Saturday, June 18, 2011

Uncle Andy's by James Warhola

In this lively picture book, Jamie Warhola remembers one of many trips taken by his family of eight from their farm to visit their grandmother and uncle in New York City. Warhola's youngest uncle moved from Pittsburgh to New York City in 1949, dropped the a from his name, and became known as Andy Warhol. In 1962, the year of this particular trip, Warhol had his first solo exhibition, in which he introduced his soup can paintings.

Young Jamie sleeps in a makeshift bed surrounded by wooden boxes painted to look like Campbell's cardboard shipping cartons. "Uncle Andy had twenty-five cats, all named Sam. They were always hiding in a house that was just like a giant amusement park." The children's excitement is infectious and the story radiates creative energy.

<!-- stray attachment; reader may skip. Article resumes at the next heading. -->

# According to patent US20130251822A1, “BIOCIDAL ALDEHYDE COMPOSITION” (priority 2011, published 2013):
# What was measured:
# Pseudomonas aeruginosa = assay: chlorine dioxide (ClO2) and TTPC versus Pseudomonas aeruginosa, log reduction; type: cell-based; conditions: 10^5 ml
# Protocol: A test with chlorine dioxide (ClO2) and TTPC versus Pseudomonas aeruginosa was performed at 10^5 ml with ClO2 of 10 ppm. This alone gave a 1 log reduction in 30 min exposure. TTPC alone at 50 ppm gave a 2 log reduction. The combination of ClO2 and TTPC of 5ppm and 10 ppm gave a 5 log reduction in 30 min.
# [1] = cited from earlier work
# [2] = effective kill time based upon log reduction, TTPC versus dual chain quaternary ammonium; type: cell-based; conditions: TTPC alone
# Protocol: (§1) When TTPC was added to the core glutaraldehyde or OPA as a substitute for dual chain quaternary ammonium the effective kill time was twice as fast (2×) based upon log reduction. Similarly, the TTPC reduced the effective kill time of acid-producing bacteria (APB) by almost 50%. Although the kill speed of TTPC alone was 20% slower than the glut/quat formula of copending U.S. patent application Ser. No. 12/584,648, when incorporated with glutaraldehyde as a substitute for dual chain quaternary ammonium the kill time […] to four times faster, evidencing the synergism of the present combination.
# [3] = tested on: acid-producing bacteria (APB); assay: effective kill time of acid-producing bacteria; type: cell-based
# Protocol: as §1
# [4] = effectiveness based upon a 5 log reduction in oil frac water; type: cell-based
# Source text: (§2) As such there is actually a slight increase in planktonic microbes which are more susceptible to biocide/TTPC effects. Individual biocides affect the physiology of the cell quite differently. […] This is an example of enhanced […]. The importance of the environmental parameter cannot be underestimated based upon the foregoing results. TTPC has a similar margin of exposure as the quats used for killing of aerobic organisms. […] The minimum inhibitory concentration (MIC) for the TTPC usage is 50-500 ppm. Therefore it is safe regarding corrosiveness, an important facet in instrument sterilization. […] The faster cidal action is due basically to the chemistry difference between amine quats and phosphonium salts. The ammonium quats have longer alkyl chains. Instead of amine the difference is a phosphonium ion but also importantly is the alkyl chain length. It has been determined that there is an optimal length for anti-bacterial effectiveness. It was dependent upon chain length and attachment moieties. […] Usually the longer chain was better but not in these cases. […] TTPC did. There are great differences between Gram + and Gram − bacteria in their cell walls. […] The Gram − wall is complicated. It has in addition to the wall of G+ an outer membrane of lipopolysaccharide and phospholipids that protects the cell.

The book's dust jacket shows Warhol's reaction when the family shows up announced on his doorstep. An interior page shows the same scene from the opposite perspective, behind Warhol's shoulder looking out his relatives. I love all the little details in the bright watercolour artwork; it's possible to spend a lot of time examining each spread. One page, for example, shows Jamie's grandmother at work in a corner, adding her penmanship to a piece of art. I learned at the Art Gallery of Alberta's current Warhol exhibit that Andy admired his mother's decorative Old World handwriting.

At the end of their visit, Jamie goes home with a box of art supplies given to him by his uncle. (And this book is proof that Jamie grows up to be an artist too!) It's a wonderful, kid-friendly introduction to the zany art of Andy Warhol.

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